The Royal College of Emergency Medicine is calling for better of vital signs in children who attend Emergency Departments (EDs) after a clinical audit found that nearly a third are not using a formalised scoring system.
A report published today by the RCEM into the recording of vital signs in children under the age of 16 years with a medical illness (as opposed to an injury), found that just over 30% of the 191 EDs audited were not using a formal system.
Paediatric attendances account for 25% of ED attendances and the timely and accurate recording of vital signs are important because, if abnormal, it can indicate a disease or underlying health problem.
Early detection of abnormal vital signs is important to allow the appropriate assessment and treatment to take place and prevent the patient from deteriorating.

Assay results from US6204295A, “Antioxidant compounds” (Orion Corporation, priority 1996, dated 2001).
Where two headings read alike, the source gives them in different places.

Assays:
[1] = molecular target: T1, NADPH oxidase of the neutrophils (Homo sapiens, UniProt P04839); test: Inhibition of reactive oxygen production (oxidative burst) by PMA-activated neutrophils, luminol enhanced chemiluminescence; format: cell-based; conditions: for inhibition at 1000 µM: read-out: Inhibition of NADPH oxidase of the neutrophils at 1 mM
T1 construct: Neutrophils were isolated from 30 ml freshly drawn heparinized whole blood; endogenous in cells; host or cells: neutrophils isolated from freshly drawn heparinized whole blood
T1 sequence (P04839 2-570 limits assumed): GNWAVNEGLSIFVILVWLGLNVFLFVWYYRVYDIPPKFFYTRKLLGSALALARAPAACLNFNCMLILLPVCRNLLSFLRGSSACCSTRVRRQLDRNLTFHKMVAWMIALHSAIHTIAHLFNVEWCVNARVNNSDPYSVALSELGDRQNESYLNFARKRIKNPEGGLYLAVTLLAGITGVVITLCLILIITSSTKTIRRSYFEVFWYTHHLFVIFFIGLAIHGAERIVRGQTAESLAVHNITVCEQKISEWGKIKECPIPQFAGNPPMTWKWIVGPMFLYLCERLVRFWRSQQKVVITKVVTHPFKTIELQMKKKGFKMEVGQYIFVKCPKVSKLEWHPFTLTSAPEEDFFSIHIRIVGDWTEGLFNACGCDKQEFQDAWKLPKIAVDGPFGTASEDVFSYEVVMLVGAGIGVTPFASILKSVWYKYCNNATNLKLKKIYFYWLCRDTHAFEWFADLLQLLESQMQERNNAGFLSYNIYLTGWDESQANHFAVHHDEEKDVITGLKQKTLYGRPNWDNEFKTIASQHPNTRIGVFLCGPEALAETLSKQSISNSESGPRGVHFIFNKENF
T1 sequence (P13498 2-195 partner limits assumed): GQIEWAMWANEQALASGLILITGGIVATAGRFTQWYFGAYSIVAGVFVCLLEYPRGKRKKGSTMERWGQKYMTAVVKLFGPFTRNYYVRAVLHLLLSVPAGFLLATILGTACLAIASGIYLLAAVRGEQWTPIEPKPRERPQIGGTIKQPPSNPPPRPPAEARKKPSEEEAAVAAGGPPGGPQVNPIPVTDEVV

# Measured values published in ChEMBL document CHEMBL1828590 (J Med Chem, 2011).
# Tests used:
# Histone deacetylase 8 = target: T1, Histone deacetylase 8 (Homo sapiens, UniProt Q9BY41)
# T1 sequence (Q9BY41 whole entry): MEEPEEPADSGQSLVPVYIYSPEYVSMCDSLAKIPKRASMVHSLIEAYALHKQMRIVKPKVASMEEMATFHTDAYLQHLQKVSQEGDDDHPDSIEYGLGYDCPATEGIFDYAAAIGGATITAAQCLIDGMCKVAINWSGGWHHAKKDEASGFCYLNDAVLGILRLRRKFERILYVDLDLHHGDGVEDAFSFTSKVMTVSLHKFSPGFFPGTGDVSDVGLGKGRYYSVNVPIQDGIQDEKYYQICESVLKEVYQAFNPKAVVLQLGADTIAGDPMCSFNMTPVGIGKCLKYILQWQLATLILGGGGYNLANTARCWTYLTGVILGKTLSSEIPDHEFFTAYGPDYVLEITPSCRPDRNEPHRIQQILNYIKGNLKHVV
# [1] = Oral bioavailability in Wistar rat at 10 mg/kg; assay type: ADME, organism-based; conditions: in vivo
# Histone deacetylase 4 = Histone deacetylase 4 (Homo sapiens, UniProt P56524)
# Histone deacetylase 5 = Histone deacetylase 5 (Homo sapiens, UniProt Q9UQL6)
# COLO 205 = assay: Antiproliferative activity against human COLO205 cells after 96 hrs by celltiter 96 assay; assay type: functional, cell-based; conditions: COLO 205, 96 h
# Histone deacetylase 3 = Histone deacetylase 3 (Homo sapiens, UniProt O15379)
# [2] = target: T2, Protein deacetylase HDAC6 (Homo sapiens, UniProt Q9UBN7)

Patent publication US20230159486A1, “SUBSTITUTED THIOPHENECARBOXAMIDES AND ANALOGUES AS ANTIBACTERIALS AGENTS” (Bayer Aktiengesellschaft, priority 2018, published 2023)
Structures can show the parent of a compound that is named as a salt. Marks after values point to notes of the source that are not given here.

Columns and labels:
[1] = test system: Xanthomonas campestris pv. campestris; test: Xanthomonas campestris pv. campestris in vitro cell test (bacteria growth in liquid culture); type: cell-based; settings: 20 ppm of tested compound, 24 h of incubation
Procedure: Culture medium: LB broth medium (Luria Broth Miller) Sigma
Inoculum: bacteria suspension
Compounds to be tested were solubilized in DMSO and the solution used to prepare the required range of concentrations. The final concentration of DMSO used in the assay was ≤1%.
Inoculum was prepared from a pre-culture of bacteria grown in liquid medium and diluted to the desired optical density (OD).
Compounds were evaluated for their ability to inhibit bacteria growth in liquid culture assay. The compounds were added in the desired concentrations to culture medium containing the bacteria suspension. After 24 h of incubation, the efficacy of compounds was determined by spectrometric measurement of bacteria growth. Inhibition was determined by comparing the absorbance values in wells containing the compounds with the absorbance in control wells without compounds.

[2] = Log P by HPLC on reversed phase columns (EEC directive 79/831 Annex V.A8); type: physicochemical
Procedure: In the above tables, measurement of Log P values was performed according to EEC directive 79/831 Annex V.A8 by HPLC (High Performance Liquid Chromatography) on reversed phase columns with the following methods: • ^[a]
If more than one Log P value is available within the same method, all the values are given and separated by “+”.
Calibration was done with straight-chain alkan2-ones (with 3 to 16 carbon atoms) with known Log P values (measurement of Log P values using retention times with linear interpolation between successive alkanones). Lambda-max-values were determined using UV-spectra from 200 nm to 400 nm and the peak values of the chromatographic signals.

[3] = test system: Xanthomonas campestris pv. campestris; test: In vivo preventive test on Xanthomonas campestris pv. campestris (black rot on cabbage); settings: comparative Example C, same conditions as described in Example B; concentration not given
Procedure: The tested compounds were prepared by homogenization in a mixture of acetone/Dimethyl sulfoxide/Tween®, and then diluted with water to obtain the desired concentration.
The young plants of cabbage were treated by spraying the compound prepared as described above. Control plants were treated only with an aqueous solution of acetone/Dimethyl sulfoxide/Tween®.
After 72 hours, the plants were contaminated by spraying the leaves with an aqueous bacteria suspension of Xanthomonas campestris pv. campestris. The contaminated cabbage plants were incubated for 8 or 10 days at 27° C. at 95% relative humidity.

However, the report found that documentation is generally good,with the majority of EDs using the Paediatric Early Warning Scores (PEWS) system to record results.
Dr Cliff Mann, President of the Royal College of Emergency Medicine said: "This audit confirms that there is much good practice in Emergency Departments but highlights disparate assessment methods for these patients.
"The audit shows that one third of children presenting to emergency departments are infants – those below 2 years old who have limited ability to communicate symptoms and are therefore the most challenging.
"Paediatric Emergency Medicine is particularly challenging because we know there will be a few very sick children amongst the many children with similar symptoms who have a self-limiting illness